What else can you say about Michelle Yeoh except wow! That beautiful, expressive face and those stunning martial arts moves have given her well deserved international stardom.
Born Yeoh Chu-Cheng in the Malaysian mining town of Ipoh in 1962, Yeoh began learning ballet at the age of four, and later moved to London to take her master’s degree in ballet at the Royal Academy of Dance. An active, athletic girl, she also competed in squash, swimming and diving events.
Ironically, an injury to her spine put an end to her ballet career, and set her on the road to martial arts fame – where, like Jackie Chan, she would become known for performing her own stunts, and sustain many more injuries.
At 21, Yeoh returned to Malaysia where her mother entered her in a beauty contest. Although reluctant to take part, Yeoh won the title of Miss Malaysia. This led to several TV commercials in Hong Kong, where she appeared with action stars like Jackie Chan and Chow Yun-Fat and to a contract with Hong Kong’s D&B Films.
Now Yeoh’s career took a sharp turn. Her ballet training was her biggest asset in becoming an action star. Although she has never trained as a martial artist, a combination of dance moves and on set choreography helped her martial arts scenes with the grace and agility of the mostly male stars of the genre.
“ If you’re a woman, you have a much harder ground to break, first of all to convince a male that you can, you’re able and physically adept to do all these kinds of movements,” she said.
In Hong Kong, Yeoh ran into the language stumbling block that has hamstrung so many Chinese actors’ careers in the west – except that it was not English this time, but Chinese that she could not speak. In spite of being born of Chinese parents, Yeoh grew up in Malaysia, and learned English and Malay as her first languages. But her obvious talent as an action star made it no barrier at all – Yeoh eventually learned to speak Chinese, but still needs a Chinese language script read to her, as she cannot read it.
Yeoh was known as Michelle Khan in her early film career. She made her debut in The Owl and Bumbo in 1984, moving rapidly up the ladder to star in her own films. She was the only woman Jackie Chan allowed to perform her own stunts, and like him, she has a long list of `war wounds’, including a near fatal accident while filming the ironically titled The Story of a Stunt Woman when she fell 18 feet from a bridge. She landed on her head and doctors feared she would not walk again. But Yeoh’s ability to shrug off injuries is as legendary as Jackie Chan’s, and she took on the role of Wai Lin in the James Bond movie Tomorrow Never Dies.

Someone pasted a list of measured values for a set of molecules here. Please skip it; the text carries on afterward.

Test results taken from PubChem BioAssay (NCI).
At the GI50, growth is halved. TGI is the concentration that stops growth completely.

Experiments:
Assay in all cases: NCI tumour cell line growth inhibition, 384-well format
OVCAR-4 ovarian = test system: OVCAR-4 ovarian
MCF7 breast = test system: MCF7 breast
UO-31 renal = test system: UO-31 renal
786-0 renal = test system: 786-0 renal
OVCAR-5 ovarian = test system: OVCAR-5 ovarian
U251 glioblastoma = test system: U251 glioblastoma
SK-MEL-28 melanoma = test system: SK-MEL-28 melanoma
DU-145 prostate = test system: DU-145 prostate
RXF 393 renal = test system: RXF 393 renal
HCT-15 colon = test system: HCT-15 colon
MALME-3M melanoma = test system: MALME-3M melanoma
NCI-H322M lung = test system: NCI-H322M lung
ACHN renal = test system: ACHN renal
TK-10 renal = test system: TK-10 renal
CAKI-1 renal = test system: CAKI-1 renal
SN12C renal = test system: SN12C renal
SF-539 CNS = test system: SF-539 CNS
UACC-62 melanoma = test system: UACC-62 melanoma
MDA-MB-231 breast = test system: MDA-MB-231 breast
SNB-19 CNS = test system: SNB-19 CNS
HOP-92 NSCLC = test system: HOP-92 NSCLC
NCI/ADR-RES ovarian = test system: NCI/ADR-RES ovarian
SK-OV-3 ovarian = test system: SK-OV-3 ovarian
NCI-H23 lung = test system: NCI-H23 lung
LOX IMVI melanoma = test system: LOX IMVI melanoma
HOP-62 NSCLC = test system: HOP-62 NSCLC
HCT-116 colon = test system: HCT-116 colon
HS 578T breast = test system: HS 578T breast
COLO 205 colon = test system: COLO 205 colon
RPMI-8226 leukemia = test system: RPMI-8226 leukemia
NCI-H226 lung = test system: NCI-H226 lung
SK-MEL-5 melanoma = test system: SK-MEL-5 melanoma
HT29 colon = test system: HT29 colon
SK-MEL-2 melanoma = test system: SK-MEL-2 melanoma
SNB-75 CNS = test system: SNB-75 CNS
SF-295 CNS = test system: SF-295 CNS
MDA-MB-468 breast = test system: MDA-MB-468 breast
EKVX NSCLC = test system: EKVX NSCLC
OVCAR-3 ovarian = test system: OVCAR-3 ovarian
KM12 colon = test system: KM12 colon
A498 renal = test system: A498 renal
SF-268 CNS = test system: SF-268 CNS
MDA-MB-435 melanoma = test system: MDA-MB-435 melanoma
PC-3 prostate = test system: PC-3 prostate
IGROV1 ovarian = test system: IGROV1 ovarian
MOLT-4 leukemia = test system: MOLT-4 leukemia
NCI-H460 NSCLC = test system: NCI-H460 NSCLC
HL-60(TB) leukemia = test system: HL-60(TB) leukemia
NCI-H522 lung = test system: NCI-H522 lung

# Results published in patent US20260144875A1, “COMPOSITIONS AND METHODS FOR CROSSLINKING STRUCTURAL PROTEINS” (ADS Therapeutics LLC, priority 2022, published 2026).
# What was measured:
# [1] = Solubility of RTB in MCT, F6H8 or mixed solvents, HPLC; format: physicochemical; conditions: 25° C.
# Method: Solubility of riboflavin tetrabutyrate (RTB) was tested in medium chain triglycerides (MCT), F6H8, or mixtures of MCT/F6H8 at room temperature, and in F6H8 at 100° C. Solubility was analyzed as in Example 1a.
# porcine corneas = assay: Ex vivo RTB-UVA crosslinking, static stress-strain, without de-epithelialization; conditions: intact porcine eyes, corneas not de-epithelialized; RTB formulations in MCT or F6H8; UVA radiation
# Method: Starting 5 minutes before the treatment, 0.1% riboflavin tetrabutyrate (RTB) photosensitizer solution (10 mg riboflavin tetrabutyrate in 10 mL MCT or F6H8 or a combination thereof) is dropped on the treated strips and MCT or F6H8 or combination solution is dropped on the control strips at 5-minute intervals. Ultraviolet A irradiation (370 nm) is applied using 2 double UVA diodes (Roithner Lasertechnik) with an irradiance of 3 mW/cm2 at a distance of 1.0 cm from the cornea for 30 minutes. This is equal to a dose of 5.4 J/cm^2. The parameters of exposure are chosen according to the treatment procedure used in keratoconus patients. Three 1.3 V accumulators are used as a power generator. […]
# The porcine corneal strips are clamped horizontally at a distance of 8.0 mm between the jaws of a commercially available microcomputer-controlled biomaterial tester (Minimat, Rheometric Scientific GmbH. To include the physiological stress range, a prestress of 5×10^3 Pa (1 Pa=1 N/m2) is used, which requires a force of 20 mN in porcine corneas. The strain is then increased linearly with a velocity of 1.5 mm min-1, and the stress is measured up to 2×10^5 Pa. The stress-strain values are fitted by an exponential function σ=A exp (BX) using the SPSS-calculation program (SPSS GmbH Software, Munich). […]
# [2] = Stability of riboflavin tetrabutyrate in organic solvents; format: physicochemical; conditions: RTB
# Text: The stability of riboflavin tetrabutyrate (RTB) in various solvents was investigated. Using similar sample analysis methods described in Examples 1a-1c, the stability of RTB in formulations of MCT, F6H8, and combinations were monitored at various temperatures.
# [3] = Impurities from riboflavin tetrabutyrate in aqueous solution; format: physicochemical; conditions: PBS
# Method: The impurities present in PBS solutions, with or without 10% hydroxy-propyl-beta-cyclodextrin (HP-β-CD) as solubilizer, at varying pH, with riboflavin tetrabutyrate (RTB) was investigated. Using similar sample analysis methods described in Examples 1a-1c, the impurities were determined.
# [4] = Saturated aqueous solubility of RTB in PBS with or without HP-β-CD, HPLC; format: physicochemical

Yeoh was already well known to western fans of Hong Kong martial arts movies when she was cast as a Bond Girl. Starring opposite Pierce Brosnan, she played a Chinese Army agent and took the concept of Bond Girls to a whole new level, proving to be one of the most popular of this cinematic tradition.
But it wasn’t until director Ang Lee cast her as one of the unrequited warrior lovers in Crouching Tiger Hidden Dragon that western audiences first saw the true depth and scope of Yeoh’s acting ability. It was no surprise to her legions of Asian fans, who had already seen her give fine performances in movies like The Soong Sisters. Banned by the Chinese Government because it was a real life story of powerful sisters who became Enemies of the State, the film went on to win five Hong Kong film awards in 1998.
In Crouching Tiger Hidden Dragon Yeoh combined her acting skills with her martial arts skills to create the unforgettable character of Yu Shu Lien, who with her unspoken love Li Mu Bai (Chow Yun Fat) goes in search of the Green Destiny, a mystical sword stolen by Jen Yu (Ziyi Zhang). Her fantastic martial arts work on the movie led to another knee injury.
Yeoh achieved all this after a comeback worthy of any in the film industry. In 1988 she retired from films to concentrate on her marriage to Dickson Poon, the head of D & B films, at his request. Three years later she divorced Poon and returned to films, where she was welcomed rapturously by her martial arts fan base.
Today, Yeoh is involved with Ferrari Formula One team manager Jean Todt, and although she is said to be sporting a big diamond ring, has told the media she has no plans to remarry.
Yeoh’s career continues to go from strength to strength, particularly in the west. She starred with Ziyi Zhang in the Memoirs of a Geisha, which was panned in Japan because it used Chinese actors in Japanese roles, and banned in China for fear of causing trouble with Japan. Yeoh shrugs off the controversy with her typical forthright attitude, saying it’s no different to hiring English actors to play a German or an American.
“Actors are chosen for their ability to be the character,” she said.
But she did admit that learning to walk in a tight fitting geisha outfit took even more discipline than learning martial arts. She had to wear a kimono around the house until it became second nature to walk with the tiny steps required.
Yeoh has formed her own production company called Mystical Films and released her first movie under that banner in 2002, called The Touch. She turned down the role of Seraph in the two Matrix sequels to concentrate on getting her first production off the ground.
Future film plans include Hua Mulan, a live action version of the Chinese legend released in animation by Disney in 1998, and the tentatively titled Sunshine, a futuristic story about mankind fighting to save its dying sun.
But one ambition remains unfulfilled to date.
I’d jump at the chance of doing another Bond movie,” she said in an interview.It was so much fun.”
Gail Kavanagh 2006